The SPAL system also provides different options to make connections and to customize the system to your preferences. For example, there are several ways to disable the vehicle so it cannot be driven if the alarm goes off. Methods include a starter interrupt, an injector interrupt or fuel pump interrupt. If you choose the starter interrupt method, for example, the starter wire is cut and a relay is installed to connect both sides of the starter wire. When the relay is energized by the alarm system, it interrupts the connection between the two halves of the starter wire, rendering it inoperable.

 

 

Left: Secure the siren to the vehicle with the opening facing down to prevent it from holding water.
Right: Route the siren wire across the engine bay by following the wiring harness.

Sound Off

Find a good location under the hood to mount the siren. Make sure the opening faces down to keep it from filling with water. We mounted ours just under the hood on the passenger side and found there was plenty of wire to reach the module through the clutch grommet on our automatic Super Duty. You can attach the siren to the inner wall of the engine bay with sheet metal screws.

Route the siren-to-module and the siren power wires along the wiring harness at the back of the engine bay. Keep the wires tucked up behind the wiring harness and hold them in place with small zip ties.

 

Power Supply

We attached a clamp-on loop to the end of 10-gauge wire with an in-line fuse to supply power to both the siren and the main alarm module. A Y-connection on the downhill side of the fuse allows one battery connection and fuse to serve both the siren and the module.

Any under-hood connections should be soldered and covered with shrink wrap. Remember to slide the shrink wrap on before you make any splices or add any connectors. In addition, any wires in the engine bay should be protected with split wire loom, which also helps to camouflage after-market add-ons from curious eyes.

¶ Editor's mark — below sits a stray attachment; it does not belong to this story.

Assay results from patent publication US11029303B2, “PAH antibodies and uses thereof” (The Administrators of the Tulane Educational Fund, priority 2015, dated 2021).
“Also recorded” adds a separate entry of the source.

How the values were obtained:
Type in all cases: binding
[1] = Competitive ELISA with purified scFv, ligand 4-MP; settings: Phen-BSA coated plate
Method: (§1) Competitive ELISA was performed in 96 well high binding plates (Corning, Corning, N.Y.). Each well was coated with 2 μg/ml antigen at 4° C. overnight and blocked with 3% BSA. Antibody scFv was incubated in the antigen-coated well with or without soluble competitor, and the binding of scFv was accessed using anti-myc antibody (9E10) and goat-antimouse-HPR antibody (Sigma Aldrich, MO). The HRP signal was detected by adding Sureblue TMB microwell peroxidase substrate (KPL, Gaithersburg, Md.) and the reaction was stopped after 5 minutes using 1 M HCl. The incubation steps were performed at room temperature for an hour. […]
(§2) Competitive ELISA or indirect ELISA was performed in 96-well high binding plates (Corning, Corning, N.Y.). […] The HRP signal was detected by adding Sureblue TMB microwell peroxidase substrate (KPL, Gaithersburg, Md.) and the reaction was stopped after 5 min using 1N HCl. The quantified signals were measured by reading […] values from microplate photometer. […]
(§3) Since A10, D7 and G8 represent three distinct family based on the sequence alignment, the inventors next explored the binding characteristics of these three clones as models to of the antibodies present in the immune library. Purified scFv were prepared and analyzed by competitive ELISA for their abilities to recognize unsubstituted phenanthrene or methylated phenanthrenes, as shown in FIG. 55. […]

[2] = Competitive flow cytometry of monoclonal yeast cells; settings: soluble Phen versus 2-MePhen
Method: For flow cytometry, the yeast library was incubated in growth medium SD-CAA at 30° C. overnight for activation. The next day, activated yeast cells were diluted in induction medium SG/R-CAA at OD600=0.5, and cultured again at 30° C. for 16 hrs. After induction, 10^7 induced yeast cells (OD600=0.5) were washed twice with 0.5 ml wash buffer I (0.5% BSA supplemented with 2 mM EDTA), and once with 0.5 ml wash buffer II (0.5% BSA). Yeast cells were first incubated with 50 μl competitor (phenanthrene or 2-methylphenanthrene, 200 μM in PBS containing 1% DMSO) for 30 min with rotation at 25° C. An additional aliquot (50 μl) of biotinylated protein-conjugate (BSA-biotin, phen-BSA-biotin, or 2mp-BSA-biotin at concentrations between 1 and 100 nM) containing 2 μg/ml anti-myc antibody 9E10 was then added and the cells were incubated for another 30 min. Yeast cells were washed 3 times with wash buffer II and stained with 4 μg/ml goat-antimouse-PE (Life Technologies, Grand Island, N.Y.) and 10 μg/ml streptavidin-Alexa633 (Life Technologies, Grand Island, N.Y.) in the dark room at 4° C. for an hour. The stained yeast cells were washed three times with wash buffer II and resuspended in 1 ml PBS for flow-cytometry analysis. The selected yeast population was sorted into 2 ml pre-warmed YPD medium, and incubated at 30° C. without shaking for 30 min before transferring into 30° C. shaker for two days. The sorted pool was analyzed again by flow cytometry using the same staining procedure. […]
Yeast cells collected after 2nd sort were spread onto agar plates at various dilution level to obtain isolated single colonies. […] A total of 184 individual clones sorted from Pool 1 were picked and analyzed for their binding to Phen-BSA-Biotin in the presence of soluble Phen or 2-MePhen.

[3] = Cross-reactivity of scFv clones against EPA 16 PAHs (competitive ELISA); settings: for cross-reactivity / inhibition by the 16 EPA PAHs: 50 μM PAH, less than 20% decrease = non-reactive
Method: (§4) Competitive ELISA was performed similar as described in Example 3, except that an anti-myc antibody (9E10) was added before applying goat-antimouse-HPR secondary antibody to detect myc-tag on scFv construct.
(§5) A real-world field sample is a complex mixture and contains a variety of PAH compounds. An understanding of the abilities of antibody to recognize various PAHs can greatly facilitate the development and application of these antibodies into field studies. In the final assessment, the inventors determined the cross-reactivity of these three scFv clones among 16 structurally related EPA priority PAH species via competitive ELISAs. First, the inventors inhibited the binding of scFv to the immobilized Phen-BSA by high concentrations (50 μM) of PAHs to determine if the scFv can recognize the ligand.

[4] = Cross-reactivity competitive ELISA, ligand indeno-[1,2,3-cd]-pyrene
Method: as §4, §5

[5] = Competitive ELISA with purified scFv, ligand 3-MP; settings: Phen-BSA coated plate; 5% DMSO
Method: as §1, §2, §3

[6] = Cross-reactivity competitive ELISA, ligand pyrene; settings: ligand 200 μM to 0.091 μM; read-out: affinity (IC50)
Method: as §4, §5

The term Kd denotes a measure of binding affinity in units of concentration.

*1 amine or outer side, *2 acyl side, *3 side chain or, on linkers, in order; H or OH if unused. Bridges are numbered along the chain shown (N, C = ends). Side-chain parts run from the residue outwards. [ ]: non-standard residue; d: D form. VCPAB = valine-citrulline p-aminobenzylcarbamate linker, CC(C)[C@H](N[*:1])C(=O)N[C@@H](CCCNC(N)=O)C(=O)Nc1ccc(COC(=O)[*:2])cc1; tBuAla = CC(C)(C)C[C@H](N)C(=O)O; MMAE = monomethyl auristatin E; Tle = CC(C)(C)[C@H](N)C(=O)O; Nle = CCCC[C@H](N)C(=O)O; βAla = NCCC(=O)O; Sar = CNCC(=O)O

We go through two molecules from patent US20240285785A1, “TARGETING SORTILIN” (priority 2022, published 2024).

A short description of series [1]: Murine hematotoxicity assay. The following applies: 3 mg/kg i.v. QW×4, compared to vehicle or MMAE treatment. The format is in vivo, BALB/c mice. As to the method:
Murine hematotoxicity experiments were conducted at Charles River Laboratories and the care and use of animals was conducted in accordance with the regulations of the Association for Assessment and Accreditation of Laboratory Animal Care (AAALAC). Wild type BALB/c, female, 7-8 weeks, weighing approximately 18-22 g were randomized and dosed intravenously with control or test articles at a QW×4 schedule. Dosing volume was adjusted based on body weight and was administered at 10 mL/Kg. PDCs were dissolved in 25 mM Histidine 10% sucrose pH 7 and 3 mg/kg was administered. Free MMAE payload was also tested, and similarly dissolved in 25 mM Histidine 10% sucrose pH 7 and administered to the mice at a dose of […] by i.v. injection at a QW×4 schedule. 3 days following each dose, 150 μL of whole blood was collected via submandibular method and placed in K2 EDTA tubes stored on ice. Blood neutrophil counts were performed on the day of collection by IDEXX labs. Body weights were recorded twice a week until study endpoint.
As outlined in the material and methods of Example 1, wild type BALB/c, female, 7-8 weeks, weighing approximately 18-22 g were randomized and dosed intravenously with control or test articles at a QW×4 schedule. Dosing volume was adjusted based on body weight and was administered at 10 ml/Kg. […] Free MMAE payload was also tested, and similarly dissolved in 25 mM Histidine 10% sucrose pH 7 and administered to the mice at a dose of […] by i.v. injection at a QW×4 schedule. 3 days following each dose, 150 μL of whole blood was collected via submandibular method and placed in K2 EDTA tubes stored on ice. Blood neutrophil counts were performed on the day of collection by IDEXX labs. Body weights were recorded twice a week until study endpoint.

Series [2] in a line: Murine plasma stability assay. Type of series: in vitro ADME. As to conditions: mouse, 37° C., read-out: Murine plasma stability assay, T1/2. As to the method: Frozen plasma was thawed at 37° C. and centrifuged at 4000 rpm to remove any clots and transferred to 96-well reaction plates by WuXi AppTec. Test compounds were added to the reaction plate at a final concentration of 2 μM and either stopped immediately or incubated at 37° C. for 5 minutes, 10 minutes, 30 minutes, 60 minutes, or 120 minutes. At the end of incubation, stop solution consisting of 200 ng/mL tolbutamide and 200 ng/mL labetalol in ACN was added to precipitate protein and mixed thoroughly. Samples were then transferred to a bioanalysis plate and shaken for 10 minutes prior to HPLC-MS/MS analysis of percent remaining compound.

Remote Locations

After the AS 80 has been installed and programmed, it’s an easy process to add up to 10 wireless sensor switches, which are sold separately. You can install the sensor switch and then program it to the truck’s central alarm system, but we recommend that you leave the switch components loose and program them first so you can test the exact locations before installing. Because this is a radio frequency device, metal frames and trailer contents may cause interference, which you may need to overcome by adding an extended range antenna.

Left: We attach the back of the wireless sensor switch case along the edge of a trailer door opening.
Right: Place the circuit board of the wireless sensor switch inside the case and snap on the lid.

You can use the remote sensor switches in any location where the two halves can be mounted and separation will cause them to activate the alarm. You can choose a black or white box for each component to help camouflage them. We secured the circuit board box inside on the trailer wall and put the magnet mount on the door to keep the electronic components out of the weather.

 

For our tonneau cover alarm, we attached the circuit board box to the side of the pickup bed and used adhesive to attach the magnet to the under side of the tonneau cover.